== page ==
At first glance the IMF and Institute of Fiscal Studies reports on the state and prospects for the British economy are very depressing. The FT leads the chorus
Britain is facing the deepest recession of any big industrialised economy, the International Monetary Fund signalled on Wednesday as it said that the UK economy would shrink 2.8 per cent this year…The IMF forecast for the UK is 1.5 percentage points below its previous estimate.
But let’s be counter-intuitive. Im going truffling for signs of green shoots. For instance, the following negative message is not the only way to express the thought.
The IMF projects that Britain will grow by only 0.2 per cent in 2010.With the government obliged to call a general election by the spring of 2010, ministers have been hoping that the economy will bounce back from the middle of this year to record growth of around 1.75% next year. The IMF said it expected the UK to register virtually no growth at all in 2010, with GDP expanding by 0.2%.
You could put it more positively and say that although the recession will be deeper than expected, it wont last for ever. Growth will start in 2010. And theres more encouraging news on battered old sterling from the BBC’s Robert Peston!.
Here’s some mildly encouraging news however. I interviewed George Soros, the hedge-fund legend, this afternoon – and he thinks most of the bad stuff about the UK is in the price. Or, as he put it, he thinks that sterling may have fallen enough, for now (which is something of a contrast with that mega-bear of the UK, Jim Rogers, who used to work with Soros).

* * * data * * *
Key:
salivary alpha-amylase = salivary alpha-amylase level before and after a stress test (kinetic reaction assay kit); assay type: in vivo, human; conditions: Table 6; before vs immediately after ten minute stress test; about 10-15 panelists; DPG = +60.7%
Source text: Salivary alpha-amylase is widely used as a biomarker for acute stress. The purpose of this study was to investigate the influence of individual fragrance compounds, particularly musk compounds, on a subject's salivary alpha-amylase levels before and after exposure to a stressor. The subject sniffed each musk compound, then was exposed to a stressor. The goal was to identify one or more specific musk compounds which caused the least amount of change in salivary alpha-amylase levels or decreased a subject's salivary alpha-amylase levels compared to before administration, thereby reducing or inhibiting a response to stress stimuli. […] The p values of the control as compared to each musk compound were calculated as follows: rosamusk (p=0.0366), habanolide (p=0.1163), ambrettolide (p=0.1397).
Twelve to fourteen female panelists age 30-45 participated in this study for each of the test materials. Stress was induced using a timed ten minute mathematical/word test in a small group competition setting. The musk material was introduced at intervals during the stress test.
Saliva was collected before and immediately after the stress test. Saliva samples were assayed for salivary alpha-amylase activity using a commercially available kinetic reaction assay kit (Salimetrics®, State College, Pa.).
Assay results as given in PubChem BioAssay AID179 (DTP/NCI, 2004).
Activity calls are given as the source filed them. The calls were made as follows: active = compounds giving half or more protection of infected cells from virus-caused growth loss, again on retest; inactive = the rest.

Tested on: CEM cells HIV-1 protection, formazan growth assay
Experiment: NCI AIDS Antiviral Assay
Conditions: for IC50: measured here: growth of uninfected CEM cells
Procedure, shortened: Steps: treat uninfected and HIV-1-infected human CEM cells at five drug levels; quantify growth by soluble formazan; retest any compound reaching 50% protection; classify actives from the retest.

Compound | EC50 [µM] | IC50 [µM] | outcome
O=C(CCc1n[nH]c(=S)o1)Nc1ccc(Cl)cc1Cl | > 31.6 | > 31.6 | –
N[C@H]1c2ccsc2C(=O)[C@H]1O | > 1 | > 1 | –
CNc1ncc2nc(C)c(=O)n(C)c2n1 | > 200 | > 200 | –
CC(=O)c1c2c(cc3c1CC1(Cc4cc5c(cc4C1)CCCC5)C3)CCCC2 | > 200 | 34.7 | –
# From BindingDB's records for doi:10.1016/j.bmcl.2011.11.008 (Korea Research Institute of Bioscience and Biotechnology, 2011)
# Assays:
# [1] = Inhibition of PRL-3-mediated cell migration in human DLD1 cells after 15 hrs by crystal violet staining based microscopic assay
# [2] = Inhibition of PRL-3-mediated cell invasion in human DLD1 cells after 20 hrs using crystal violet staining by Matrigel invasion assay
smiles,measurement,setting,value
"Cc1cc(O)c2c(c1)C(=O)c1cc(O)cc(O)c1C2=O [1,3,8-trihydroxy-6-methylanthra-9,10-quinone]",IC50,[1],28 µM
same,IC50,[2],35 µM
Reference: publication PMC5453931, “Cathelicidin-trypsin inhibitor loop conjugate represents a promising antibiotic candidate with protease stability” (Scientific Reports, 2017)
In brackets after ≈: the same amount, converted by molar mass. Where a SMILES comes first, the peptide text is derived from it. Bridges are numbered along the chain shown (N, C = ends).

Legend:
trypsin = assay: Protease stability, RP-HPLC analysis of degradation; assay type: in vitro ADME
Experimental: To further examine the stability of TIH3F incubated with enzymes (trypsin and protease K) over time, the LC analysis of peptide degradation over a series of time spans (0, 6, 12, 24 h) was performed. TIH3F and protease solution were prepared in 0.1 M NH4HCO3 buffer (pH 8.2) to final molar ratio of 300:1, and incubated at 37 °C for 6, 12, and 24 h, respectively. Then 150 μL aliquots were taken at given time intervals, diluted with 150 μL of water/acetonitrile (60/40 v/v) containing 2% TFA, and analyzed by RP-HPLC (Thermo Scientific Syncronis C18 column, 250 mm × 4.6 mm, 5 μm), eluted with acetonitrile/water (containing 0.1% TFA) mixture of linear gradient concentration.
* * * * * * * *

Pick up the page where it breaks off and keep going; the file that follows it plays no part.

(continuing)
The separate report by the Institute of Fiscal Studies claimed that the victor of the next election would have to put up taxes or cut spending by £20bn and saddle us with higher than 07-08 levels of public debt for 20 years .Aaaghhh!!!
BBC Economics editor Stephanie Flanders, back from months of maternity leave which meant she missed the onset on the crisis ( lucky woman?) has good news and bad news about the IFS analysis.
Overall, they think the government is being around £20bn too optimistic in its forecasts for borrowing between now and 2013. That’s not nothing. But, as the IFS admits, it’s well within the margin of error for forecasts like these. The average forecasting error for borrowing one year in advance is around £15bn; for forecasting three years ahead it is £30bn. The Green Budget’s own forecasts for borrowing in 2007-8 were actually further off than the government’s (oddly enough, both were too pessimistic).
And on that staggering level of public debt.
Finally, the IFS brings the news that we taxpayers will be paying for the credit crunch for a generation. It reckons that debt will not fall back to the government’s old ceiling of 40% of GDP until 2031… The good news is that the Treasury isn’t expecting that debt to cost us very much. If interest rates stay low, debt servicing as a share of GDP will be lower than in the mid-90s or early 80s. The bad news is that if interest rates go back up to more normal levels, debt will once again be on an ultimately explosive path.
Sadly, I have to end with gloom about the course of public spending. At least were inured to that by now arent we?
Thanks to the recession, spending will soar this year and next, but between 2010 and 2015 the budget is going to tighten by 2.6% of GDP. Of that, only 0.25% of GDP is accounted for by higher taxes.